Emotional Intelligence

Lily, a sixth grade Japanese/Australian came home from her neighbourhood school in Tokyo and burst into tears. Next week's school lunch was going to include whale meat and having spent her holidays watching the whales frolic off the coast in her mothers homeland, she came to think of whales with the same regard one would have for a pet. Lily, at the tender age of 12, had to sensitively navigate through cultural and also deeply personal values with emotional attentiveness. Lily's independence, the ability to think for herself and not be unduly influenced by the thoughts, desires and emotions of others stood in stark contrast with her need to be in harmonious balance and feel secure within her group.

What happens when assertiveness, a highly valued emotional competency in most Western cultures, comes in contact with uchi no soto, the distinction of being on the inside, or set apart on the outside, of a particular group in Japan? How can we use emotional intelligence to sensitively bridge the cross-cultural conundrums we experience everyday?

"Emotional Intelligence" is much talked about these days. Many years ago when I first saw the words "emotional intelligence" together, I couldn't understand why the "and" wasn't sitting between them. Intelligence in my mind was logical, rational and got you higher test scores in school whereas emotions were messy, personal and belonged to the world of the temperamental artistic types.

The theory of emotional intelligence was introduced in the early 1980's by Harvard professor, Dr. Howard Gardner who was doing research on brain injuries. In his book, Frames of Mind, he suggests that intelligence is not limited to a single cognitive attribute, but that there are other kinds of intelligence that influence human capabilities. For example, world-class athletes excel in bodily or kinaesthetic intelligence that isn't readily available to all of us. Neither is the musical intelligence of a Mozart or a Beethoven. He focused his research of two particular forms of intelligence - our ability to relate to and understand ourselves, and how we relate to and understand others. This came to be known as emotional intelligence.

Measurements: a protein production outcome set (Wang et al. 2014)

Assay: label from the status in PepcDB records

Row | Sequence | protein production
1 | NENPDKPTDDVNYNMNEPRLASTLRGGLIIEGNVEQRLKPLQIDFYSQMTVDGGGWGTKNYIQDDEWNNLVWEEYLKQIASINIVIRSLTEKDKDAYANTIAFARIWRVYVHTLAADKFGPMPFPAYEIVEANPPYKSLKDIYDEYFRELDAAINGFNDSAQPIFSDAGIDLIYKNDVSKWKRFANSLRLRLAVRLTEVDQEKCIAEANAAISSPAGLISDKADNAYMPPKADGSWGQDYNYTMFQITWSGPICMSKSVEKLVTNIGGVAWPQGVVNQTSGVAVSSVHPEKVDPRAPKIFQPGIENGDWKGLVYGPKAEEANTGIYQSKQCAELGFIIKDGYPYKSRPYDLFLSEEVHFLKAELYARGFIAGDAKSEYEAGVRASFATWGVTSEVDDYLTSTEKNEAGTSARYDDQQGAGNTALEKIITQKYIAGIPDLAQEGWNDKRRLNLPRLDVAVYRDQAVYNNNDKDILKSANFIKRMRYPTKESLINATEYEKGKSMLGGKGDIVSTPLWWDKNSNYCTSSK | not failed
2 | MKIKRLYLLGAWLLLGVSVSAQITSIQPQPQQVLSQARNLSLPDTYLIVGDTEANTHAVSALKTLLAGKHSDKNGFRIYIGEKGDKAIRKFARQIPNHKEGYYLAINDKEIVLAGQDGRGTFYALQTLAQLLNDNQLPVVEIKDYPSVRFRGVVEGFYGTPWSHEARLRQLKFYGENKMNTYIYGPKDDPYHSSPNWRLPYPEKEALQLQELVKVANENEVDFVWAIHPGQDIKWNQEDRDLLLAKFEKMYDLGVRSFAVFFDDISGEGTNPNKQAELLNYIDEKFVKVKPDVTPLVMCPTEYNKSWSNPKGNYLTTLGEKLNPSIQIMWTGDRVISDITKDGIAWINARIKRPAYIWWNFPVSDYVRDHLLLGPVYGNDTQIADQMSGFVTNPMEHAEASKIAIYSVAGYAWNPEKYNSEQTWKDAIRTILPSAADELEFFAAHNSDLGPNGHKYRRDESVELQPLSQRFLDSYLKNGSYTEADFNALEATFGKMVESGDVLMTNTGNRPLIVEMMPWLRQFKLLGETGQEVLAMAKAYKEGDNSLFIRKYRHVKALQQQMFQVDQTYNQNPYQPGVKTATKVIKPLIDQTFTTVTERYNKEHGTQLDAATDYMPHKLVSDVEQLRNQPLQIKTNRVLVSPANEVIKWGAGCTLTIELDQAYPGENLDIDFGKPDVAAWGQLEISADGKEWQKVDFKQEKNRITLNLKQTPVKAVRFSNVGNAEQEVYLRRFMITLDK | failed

Since then, there has been a vast outpouring of writing and research on emotional intelligence. It has been used extensively in the corporate business world because, being a highly collaborative environment, it's beneficial to have the ability to gauge other people's emotions and to better understand your own emotional responses. When people get along with each other, and they're happy in their jobs, productivity increases.

But why be aware of our emotions and does it matter so much in a cultural context? Can emotional intelligence help Lily out of her dilemma?

While our thoughts are totally private, emotions on the other hand are not invisible or silent. We must live everyday with the knowledge that under the radar of consciousness, we gravitate towards what we find pleasant and move away from what we don't. Emotions are what move us. Emotion, move and motivate all come from the same Latin root word,"emovare", which means to move.